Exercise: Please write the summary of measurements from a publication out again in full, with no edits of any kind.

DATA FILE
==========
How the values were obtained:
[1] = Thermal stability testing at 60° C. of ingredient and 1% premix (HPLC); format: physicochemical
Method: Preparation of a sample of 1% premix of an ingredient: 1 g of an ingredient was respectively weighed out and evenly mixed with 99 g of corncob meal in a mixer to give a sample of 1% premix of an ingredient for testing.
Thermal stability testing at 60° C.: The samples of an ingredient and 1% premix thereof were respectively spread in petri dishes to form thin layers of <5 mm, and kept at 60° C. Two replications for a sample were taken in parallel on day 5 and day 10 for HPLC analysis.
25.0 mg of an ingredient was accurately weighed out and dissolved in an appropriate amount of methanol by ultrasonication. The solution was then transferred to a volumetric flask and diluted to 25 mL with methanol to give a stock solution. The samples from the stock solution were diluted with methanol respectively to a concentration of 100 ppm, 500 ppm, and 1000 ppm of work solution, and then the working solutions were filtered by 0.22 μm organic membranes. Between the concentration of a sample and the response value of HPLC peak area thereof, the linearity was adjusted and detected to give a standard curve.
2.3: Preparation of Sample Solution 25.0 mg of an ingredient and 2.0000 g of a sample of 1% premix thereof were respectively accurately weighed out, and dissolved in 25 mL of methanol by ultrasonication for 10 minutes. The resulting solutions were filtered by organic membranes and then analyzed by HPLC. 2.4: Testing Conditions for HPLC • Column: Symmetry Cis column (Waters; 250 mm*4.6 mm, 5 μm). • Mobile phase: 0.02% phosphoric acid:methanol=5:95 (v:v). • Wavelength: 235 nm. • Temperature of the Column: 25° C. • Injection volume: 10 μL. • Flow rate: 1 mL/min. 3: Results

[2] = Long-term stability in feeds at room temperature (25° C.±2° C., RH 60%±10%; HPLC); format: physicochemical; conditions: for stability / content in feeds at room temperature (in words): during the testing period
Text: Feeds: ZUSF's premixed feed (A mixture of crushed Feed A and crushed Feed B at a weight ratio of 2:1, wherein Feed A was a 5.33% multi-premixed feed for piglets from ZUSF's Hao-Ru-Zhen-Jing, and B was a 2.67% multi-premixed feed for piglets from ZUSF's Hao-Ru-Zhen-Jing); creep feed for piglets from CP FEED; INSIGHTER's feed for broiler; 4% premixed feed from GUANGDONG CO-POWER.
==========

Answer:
How the values were obtained:
[1] = Thermal stability testing at 60° C. of ingredient and 1% premix (HPLC); format: physicochemical
Method: Preparation of a sample of 1% premix of an ingredient: 1 g of an ingredient was respectively weighed out and evenly mixed with 99 g of corncob meal in a mixer to give a sample of 1% premix of an ingredient for testing.
Thermal stability testing at 60° C.: The samples of an ingredient and 1% premix thereof were respectively spread in petri dishes to form thin layers of <5 mm, and kept at 60° C. Two replications for a sample were taken in parallel on day 5 and day 10 for HPLC analysis.
25.0 mg of an ingredient was accurately weighed out and dissolved in an appropriate amount of methanol by ultrasonication. The solution was then transferred to a volumetric flask and diluted to 25 mL with methanol to give a stock solution. The samples from the stock solution were diluted with methanol respectively to a concentration of 100 ppm, 500 ppm, and 1000 ppm of work solution, and then the working solutions were filtered by 0.22 μm organic membranes. Between the concentration of a sample and the response value of HPLC peak area thereof, the linearity was adjusted and detected to give a standard curve.
2.3: Preparation of Sample Solution 25.0 mg of an ingredient and 2.0000 g of a sample of 1% premix thereof were respectively accurately weighed out, and dissolved in 25 mL of methanol by ultrasonication for 10 minutes. The resulting solutions were filtered by organic membranes and then analyzed by HPLC. 2.4: Testing Conditions for HPLC • Column: Symmetry Cis column (Waters; 250 mm*4.6 mm, 5 μm). • Mobile phase: 0.02% phosphoric acid:methanol=5:95 (v:v). • Wavelength: 235 nm. • Temperature of the Column: 25° C. • Injection volume: 10 μL. • Flow rate: 1 mL/min. 3: Results

[2] = Long-term stability in feeds at room temperature (25° C.±2° C., RH 60%±10%; HPLC); format: physicochemical; conditions: for stability / content in feeds at room temperature (in words): during the testing period
Text: Feeds: ZUSF's premixed feed (A mixture of crushed Feed A and crushed Feed B at a weight ratio of 2:1, wherein Feed A was a 5.33% multi-premixed feed for piglets from ZUSF's Hao-Ru-Zhen-Jing, and B was a 2.67% multi-premixed feed for piglets from ZUSF's Hao-Ru-Zhen-Jing); creep feed for piglets from CP FEED; INSIGHTER's feed for broiler; 4% premixed feed from GUANGDONG CO-POWER.